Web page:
[FAQ] Guidelines for Consistent Implementation of the Sulphur Cap


For ships operating outside designated Emission Control Areas, IMO has set a limit for
sulphur in fuel oil used on board ships of 0.50% m/m (mass by mass) from 1 January
2020. This will significantly reduce the amount of sulphur oxide emanating from ships
and should have major health and environmental benefits for the world, particularly
for populations living close to ports and coasts. Keeping this in mind the IMO had formulated a questionnaire answering vital compliant related queries.

Today we are highlighting that questionnaire which addresses many of the shipping world’s queries.

When did IMO adopt regulations to control air pollution form ships?

IMO has been working to reduce harmful impacts of shipping on the environment since the
1960s. Annex VI to the International Convention for the Prevention of Pollution from Ships
(MARPOL Convention) was adopted in 1997, to address air pollution from shipping.
The regulations for the Prevention of Air Pollution from Ships (Annex VI) seek to control
airborne emissions from ships (sulphur oxides (SOx), nitrogen oxides (NOx), ozone depleting substances (ODS), volatile organic compounds (VOC) and shipboard incineration) and their contribution to local and global air pollution, human health issues and environmental problems.

Annex VI entered into force on 19 May 2005 and a revised Annex VI with significantly
strengthened requirements was adopted in October 2008. These regulations entered into
force on 1 July 2010.

The regulations to reduce sulphur oxide emissions introduced a global limit for sulphur
content of ships’ fuel oil, with tighter restrictions in designated emission control areas.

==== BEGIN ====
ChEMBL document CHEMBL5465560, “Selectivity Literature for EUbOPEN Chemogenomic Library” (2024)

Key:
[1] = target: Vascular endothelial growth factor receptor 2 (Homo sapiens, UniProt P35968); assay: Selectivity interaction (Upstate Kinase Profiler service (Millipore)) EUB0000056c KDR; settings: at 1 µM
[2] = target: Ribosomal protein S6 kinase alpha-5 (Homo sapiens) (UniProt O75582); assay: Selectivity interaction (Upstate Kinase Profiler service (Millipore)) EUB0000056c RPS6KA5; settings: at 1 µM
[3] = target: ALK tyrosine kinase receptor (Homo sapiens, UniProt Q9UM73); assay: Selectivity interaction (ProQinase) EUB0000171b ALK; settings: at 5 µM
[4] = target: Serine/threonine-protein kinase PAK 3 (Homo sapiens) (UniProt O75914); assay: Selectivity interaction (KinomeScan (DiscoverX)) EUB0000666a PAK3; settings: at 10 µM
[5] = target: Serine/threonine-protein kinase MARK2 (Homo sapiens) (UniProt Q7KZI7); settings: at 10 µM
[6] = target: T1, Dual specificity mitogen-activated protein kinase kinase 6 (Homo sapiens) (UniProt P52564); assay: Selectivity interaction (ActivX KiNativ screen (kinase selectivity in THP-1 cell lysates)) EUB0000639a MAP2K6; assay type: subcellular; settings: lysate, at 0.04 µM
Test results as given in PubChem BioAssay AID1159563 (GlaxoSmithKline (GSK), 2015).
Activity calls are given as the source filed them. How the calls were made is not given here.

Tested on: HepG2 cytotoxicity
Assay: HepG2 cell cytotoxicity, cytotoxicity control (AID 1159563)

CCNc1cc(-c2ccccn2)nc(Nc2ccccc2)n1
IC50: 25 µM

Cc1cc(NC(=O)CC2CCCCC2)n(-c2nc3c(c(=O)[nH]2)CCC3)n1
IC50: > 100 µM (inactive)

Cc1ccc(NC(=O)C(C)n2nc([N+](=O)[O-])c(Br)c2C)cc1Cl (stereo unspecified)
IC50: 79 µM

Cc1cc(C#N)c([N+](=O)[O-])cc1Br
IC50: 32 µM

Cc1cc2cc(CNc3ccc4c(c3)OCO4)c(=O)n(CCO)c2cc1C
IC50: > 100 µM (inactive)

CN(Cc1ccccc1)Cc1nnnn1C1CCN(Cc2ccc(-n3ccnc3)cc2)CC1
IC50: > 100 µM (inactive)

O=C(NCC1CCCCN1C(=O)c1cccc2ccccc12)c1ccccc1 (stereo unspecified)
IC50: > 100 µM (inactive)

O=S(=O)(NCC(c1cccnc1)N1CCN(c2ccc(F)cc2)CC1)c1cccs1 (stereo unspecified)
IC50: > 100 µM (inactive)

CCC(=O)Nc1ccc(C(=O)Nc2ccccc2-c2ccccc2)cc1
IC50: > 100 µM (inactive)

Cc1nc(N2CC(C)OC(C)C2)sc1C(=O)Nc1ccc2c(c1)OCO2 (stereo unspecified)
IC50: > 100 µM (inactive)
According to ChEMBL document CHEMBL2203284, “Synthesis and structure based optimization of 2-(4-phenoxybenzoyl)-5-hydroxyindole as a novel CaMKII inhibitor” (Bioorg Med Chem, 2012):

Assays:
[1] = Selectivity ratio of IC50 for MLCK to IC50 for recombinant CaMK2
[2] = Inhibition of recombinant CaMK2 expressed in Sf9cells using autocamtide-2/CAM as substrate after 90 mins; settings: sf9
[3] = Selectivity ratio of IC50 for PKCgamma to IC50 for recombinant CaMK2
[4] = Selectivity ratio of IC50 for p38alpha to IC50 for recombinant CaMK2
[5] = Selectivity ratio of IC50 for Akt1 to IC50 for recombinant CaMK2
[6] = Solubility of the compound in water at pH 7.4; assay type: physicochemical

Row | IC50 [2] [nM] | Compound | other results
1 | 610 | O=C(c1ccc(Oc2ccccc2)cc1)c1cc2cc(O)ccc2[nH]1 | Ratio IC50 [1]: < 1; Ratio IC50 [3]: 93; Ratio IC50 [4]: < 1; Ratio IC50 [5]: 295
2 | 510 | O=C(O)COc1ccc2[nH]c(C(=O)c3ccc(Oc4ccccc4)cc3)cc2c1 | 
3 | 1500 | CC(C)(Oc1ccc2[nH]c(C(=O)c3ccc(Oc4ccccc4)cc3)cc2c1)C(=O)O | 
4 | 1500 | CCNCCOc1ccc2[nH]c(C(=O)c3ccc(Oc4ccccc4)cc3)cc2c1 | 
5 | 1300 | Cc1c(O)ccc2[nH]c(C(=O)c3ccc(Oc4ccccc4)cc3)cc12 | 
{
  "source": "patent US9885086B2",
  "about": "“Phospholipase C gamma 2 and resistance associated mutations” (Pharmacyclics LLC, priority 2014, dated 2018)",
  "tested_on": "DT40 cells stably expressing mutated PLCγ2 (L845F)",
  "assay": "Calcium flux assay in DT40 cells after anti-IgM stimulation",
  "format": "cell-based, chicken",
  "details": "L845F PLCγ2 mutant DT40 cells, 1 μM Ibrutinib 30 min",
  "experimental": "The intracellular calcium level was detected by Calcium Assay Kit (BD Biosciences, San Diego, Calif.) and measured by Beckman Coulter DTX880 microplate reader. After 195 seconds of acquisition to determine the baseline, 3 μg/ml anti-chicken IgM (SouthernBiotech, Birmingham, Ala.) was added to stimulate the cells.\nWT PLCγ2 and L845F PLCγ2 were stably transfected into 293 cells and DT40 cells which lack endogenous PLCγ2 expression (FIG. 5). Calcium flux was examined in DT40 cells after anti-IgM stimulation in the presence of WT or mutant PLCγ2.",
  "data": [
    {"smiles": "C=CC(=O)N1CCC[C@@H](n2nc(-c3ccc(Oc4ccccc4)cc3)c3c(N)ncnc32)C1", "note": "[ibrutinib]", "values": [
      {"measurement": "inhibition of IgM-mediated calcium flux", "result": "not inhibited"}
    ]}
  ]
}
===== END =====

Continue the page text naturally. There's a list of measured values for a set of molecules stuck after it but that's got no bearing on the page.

Since 2010, further amendments to Annex VI have been adopted, including amendments to
introduce further Emission Control Areas. Energy efficiency requirements entered into force
in 2013.

 What are the limits on sulphur in the regulations?

Until 31 December 2019, for ships operating outside Emission Control Areas, the limit for
sulphur content of ships’ fuel oil is 3.50% m/m (mass by mass).

The 0.50% m/m limit will apply on and after 1 January 2020.

Can this date be changed?

No. The date is set in the MARPOL treaty. So it can only be changed by an amendment to
the MARPOL Annex VI. This would require a proposal for an amendment to be put forward
by a Member State that is a Party to Annex VI, that proposal then circulated and finally
adopted by MEPC. An amendment to MARPOL is required to be circulated for a minimum of
six months prior to adoption and then can only enter into force a minimum of 16 months after adoption.

Parties to MARPOL Annex VI decided in October 2016 to implement the 2020 date.

So can there be a delay in implementation?

No, legally, there can be no change in the 1 January 2020 implementation date, as it is too
late now to amend the date and for any revised date to enter into force before 1 January

However, IMO Member States will work in the relevant IMO technical bodies to address any
issues that might arise with regards to ensuring consistent implementation.

 When was the date of 1 January 2020 decided?